I love to use my slow cooker. There are a couple of nights each week that go much more smoothly if I have dinner in the crock pot. This last week I made a recipe I hadn't made it quite some time, remembered how much I enjoyed it, and thought I would share it with you! It's from a lovely cookbook called Slow Cooker Ready and Waiting, by Rick Rodgers. Actually, the version I have is (ahem) a few years old and it's simply called Ready and Waiting. The recipes in this book are fabulous. Mr. Rodgers calls for real, whole foods, and while they do take some planning and preparation time, they are worth it!

Additionally, Mr. Rodgers provides clear instructions for every single step in his recipes. When I purchased this book, I was a newlywed, and had very little experience in the kitchen. I mean, there are steps to things (Mr. Rodgers calls them "principles of good cooking"), and I had no idea what I was doing. This cookbook was a wonderful addition to my collection, and I've used it often over the years. It does more than provide recipes - it teaches you how to use a slow cooker. I've been flipping through it again, and have found more recipes I'd like to try. I hope you enjoy this dish as much as my family! does 

Ravioli Casserole


  • 1 1/2 lbs lean ground beef
  • 1 - medium onion, chopped
  • 2 - garlic cloves, minced
  • 1 - 28 oz can peeled tomatoes in thick tomato puree
  • 1 - 15 oz can tomato sauce
  • 2 tsp Italian herb seasoning
  • 1/4 tsp freshly ground black pepper
  • 1 lb bow-tie pasta or fettucine, freshly cooked
  • 1- 10 oz packaged frozen spinach, defrosted and squeezed to remove excess moisture
  • 2 C ricotta cheese
  • 1/2 C freshly grated imported Parmesan cheese

  1. In a large skillet over medium-high heat, cook the ground beef, onion, and garlic, stirring often to break up lumps, until the meat loses its pink color, about 5 minutes. Tilt the pain to drain off excess fat, then transfer the beef mixture to a 3 1/2 quart slow cooker.
  2. Add the tomatoes with their purée, the tomato sauce, Italian seasoning, and pepper, stirring to break up the tomatoes with the side of a spoon. Cover and slow-cook for 7 to 8 hours on low (200˚ F). 
  3. Skim the fat from the surface of the meat sauce. Stir in the cooked pasta, spinach, and ricotta and Parmesan cheeses, and slow-cook for 5 minutes. Serve the casserole directly from the slow cooker.
My notes:

  • This recipe was posted with permission of the creator, Rick Rodgers.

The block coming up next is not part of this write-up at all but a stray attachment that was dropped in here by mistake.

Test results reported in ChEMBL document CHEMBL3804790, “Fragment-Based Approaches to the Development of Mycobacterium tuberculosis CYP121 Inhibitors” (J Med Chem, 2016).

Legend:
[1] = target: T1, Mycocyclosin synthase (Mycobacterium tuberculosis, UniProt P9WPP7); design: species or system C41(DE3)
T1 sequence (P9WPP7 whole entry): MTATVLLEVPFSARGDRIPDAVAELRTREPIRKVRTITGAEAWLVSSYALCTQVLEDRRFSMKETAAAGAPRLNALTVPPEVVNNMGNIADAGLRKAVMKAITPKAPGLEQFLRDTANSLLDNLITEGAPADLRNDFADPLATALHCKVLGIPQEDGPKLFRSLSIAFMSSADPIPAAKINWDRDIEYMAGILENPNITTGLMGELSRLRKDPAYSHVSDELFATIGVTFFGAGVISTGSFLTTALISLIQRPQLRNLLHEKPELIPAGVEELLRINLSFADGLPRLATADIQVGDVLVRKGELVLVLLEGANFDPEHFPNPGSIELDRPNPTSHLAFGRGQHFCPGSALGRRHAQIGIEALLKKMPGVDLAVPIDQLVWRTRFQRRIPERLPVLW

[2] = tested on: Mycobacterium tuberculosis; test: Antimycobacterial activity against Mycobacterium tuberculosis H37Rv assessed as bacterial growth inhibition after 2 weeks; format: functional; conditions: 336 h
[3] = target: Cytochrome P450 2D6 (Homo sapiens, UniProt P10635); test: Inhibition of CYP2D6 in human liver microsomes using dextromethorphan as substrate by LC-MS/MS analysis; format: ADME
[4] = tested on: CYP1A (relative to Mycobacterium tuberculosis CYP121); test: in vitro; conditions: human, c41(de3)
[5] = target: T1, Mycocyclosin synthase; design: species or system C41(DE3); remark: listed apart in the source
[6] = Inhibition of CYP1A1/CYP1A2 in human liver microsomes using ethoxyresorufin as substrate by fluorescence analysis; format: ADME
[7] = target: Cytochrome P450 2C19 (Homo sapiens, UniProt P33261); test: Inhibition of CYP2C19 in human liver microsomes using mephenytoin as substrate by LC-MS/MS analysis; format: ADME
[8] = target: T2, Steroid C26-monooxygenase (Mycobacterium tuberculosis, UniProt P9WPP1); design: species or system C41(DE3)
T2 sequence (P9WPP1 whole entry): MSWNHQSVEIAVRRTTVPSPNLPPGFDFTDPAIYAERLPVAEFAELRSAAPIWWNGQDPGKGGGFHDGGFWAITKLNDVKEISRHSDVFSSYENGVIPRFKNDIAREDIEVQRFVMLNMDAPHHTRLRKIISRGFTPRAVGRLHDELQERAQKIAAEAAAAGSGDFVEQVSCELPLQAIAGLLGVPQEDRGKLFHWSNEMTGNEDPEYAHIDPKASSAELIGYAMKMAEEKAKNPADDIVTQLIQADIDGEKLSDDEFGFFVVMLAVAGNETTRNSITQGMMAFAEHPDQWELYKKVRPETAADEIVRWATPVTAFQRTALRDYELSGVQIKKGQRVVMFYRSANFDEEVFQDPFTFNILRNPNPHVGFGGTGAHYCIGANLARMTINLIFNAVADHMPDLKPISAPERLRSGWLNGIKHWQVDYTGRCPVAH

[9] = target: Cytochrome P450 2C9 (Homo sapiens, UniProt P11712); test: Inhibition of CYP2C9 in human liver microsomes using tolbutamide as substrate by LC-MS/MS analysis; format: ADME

• My husband requested that I leave the spinach out, so I have.
  • Instead of "tomatoes in thick purée," I use crushed tomatoes. I have one who doesn't like chunks of tomatoes. (Also, I am not sure I've ever seen a can labeled, "tomatoes in thick purée.)
  • I make my own Italian seasoning from this recipe. I ran out of Italian seasoning from my little jar one night, so Googled how to make my own. It's easy to do, I had all the listed ingredients, and one batch lasts a long time. It does say to combine the ingredient in a spice grinder, but I don't have one, so I just mixed them together and put them in a little container.
  • We like it with cottage cheese just as well as with ricotta cheese. 

Friday, February 07, 2014

Saturday, February 01, 2014

Drawing with Rich Davis

A few years ago, someone posted a link to Rich Davis' blog, Draw With Rich. If I recall correctly, people were looking for some art ideas. I have followed his blog ever since, and have enjoyed drawing all the little things he posts. Recently, he started posting some step-by-step drawing instructions for different buildings. He's developing a new game. The idea is to give the instructions to children and see how well they can follow along, without much coaching. This week, we drew the first one in the series, the barn. We worked from this picture:

And here are our drawings! 

I have no idea why Isaac decided to draw a big swirl, or write "DOG." However, I thought he did pretty well on his barn for a boy of 6 who mostly refuses to hold a pencil. Of course, you could see it much better before he got ahold of the silver Sharpie, but I digress. The girls both had fun with their drawings, too, and you can certainly tell that Abbie took more care with hers than the rest of us. I was thinking, "This was supposed to be a quick, fun start to our morning, not take you all day, dear child..." That's all right, though. We're looking forward to next week's drawing.